FAMU-FSU College of Engineering is the proud alma mater of two chemical-biomedical engineering graduates making history.
Engineering scholars Bobby and Roneisha Haney graduated from Florida A&M University and are the first doctorates of the Center of Research Excellence in Science and Technology (CREST) program at the college. The two are married and landed prestigious positions after graduating in 2020 and 2021, respectively.
Bobby is currently at Harvard in a postdoctoral position in chemical engineering. Roneisha started a new position at Wright-Patterson Air Force base as a researcher. They met while taking undergraduate classes at Clemson University.
“After, Clemson, I started my graduate studies at the FAMU-FSU College of Engineering,” Bobby said. “A year later, when Roneisha was ready to choose a graduate school, I convinced her that the college had the most to offer. Thankfully she agreed and after much hard work we are at a great place starting our new careers.”
Historic gains in historically underrepresented areas
The significance of their accomplishments is even more impressive considering the challenges facing African American graduate students in engineering. National Science Foundation data shows, in 2019, Blacks earned less than 4.2% of doctorates in engineering.
Students often have to weigh out the uncertainty of taking a chance and getting a higher degree or having a job with a guaranteed income right away. This was the kind of decision Bobby Haney faced when pursuing graduate education.
“It was hard to explain to my family that an engineering degree was not enough, after all there was no guarantees that a graduate degree would pay off,” Bobby said, “Once my parents understood the bigger picture, they supported my decision to get my Ph.D., and now they couldn’t be prouder.”
Roneisha overcame some of the challenges of paying for graduate education through an internship with the CREST program. Through the program, she had the opportunity to spend eight months at the Air Force base with a paid internship. That internship led to getting a permanent position at the AFRL.
“Coming to AFRL after with experience in printing, and my rheology background in the lab helped me stand out as an intern,” Roneisha said. “I genuinely believe that preparation and experience played a critical role in helping me obtain the full-time position that I have now.”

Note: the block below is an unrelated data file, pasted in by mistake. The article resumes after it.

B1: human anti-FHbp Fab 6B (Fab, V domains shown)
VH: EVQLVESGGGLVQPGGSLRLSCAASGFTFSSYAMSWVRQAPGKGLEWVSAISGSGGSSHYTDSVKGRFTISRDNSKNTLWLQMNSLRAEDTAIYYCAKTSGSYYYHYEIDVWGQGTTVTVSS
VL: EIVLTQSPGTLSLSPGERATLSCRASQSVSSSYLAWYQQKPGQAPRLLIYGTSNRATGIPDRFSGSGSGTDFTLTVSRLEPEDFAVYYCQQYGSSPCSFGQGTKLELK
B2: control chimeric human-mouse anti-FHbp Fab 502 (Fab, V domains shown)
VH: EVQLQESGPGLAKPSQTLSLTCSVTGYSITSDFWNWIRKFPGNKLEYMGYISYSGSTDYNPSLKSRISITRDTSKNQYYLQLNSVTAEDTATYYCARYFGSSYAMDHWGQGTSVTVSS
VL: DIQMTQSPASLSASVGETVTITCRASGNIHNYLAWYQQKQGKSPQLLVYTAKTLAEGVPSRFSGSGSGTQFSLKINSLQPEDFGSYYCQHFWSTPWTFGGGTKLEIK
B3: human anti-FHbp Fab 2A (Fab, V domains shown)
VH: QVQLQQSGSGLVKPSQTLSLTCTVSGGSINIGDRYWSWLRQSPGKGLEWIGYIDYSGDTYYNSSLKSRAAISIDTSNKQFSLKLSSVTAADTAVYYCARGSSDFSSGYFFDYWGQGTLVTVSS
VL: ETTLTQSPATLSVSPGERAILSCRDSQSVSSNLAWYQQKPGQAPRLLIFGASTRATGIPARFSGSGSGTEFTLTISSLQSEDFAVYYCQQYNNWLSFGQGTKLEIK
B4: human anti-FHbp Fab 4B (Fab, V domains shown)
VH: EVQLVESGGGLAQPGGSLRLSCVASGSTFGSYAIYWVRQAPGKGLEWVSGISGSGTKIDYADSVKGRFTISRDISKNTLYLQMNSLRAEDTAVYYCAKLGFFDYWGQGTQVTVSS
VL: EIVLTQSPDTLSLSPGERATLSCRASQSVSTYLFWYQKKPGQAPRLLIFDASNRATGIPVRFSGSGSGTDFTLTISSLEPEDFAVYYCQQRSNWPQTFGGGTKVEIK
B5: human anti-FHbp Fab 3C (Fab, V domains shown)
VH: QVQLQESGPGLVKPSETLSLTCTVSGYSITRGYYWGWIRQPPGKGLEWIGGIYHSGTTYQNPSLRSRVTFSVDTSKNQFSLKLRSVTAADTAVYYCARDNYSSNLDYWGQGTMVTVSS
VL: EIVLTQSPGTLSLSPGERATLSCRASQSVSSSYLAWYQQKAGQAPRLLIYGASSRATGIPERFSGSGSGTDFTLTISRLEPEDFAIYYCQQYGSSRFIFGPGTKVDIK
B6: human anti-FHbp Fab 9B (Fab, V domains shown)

Mentoring is part of the process
Subramanian Ramakrishnan, the director of the CREST center and a 3M distinguished professor in the Department of Chemical and Biomedical Engineering at the FAMU-FSU College of Engineering, advised and mentored the scholars.
“We are very happy for the success of Bobby and Roneisha. This is a great achievement and their success forges a path not only for others in the CREST program but will motivate minority students all over the country.”
“The FAMU CREST program is the first and best choice for minority students at the college,” Bobby said. “It focuses specifically on students of these backgrounds and works to give them amazing opportunities via cutting edge research, industrial internships and top tier collaborations. For a financially mature person, this can be more than enough to live, eat and conduct research for the duration of their graduate program.”
CREST is a National Science Foundation (NSF) Program with a goal of training underrepresented minority students in areas of national interest and need by helping them pursue science, technology, engineering and math (STEM) degrees. CREST provides stipends for undergraduates, graduates and students in summer research experiences and helps them apply for national fellowships.
There are many opportunities at the college for minority engineering students who want advanced degrees. Graduate degrees in STEM support research and teaching assistantships that pay the student’s tuition while giving a stipend.
Tarik Dickens, the associate director of CREST and associate professor in the college’s department of industrial and manufacturing engineering said, “This program demonstrates how much of an impact it has to tap into the creative potential of a young research scientist.”
He explained, “Students can explore new processing schemes with state-of-the-art equipment and maybe create new processing schemes for the next generation of advanced high-performance materials. Anything is possible.”